Saturday, February 23, 2013

A wild ride

Suppose I lend you a trillion dollars, and you pay me fifty billion in interest. At the same time, you lend me a trillion dollars and I pay you fifty billion in interest. Our net interest is zero.

Our net interest is zero, but between us we took a hundred billion circulating dollars, and took them out of circulation. If the economy needs those dollars it will have to borrow them again at interest, adding to the accumulated financial costs that already burden the economy.

The result is a concentration of wealth and an increase in the cost of production.

The monetary authority may choose to deal with increasing costs by allowing prices to rise. Eventually, this can lead to an economic "shock" when the prices of imports are increased to compensate for the inflation. If the imports in question are fundamental and in wide use, like oil, the result may be devastating.

After a time, the world will look back on that troubled era and think of the problem as a problem with oil prices when in fact it was a problem created by the excessive growth of finance. The misunderstanding will make this problem a difficult one to solve.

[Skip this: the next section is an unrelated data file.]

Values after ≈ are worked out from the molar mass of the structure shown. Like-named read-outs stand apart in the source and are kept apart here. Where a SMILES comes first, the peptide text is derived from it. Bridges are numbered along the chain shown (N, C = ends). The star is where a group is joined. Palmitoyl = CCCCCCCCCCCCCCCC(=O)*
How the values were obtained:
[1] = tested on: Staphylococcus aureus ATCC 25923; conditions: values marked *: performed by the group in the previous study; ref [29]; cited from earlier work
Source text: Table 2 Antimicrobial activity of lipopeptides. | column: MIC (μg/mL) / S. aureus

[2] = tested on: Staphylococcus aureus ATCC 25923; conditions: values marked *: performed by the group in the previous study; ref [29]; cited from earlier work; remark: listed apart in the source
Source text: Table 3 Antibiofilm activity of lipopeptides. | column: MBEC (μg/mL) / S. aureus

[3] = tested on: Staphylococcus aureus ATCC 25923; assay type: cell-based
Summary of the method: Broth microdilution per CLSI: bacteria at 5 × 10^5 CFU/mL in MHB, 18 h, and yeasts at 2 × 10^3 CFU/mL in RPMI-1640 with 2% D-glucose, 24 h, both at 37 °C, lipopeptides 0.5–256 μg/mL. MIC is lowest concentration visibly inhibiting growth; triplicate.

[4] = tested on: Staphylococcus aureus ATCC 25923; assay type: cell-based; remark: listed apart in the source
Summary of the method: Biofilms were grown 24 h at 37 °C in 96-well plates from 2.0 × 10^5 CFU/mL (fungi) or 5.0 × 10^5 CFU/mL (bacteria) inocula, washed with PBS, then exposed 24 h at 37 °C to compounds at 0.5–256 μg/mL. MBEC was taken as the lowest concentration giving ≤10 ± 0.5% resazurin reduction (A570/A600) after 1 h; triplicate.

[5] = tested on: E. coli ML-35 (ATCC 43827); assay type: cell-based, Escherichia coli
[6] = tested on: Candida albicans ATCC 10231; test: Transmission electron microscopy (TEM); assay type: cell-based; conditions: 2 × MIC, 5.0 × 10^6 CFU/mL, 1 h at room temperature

The concentration of wealth is evidence of the excessive growth of finance.


nanute said...

Art, It all sounds rather plausible. And yet, the most recent run up in the cost of gasoline in our domestic economy can't possibly be attributed to inflation. Can it? Magically, refineries are reducing production, or offline. Producers are cutting production and viola, pricing is rising. We've been having this conversation at Woj's place with regard to the interest cost being a factor related to rising prices of goods and services. Is it really the case under the current economic conditions? I'm not so sure.

The Arthurian said...

Nanute, when I wrote of "that troubled era" in the post I had in mind the 1970s specifically, and Steve Keen's remark that inflation took off well before OPEC’s price hike.

As for the price of gasoline these days... After nearly 50 years of policies created in response to an incorrect explanation of the cause of inflation, who can say with certainty what is the cause of what today??? Unwind it all, I say.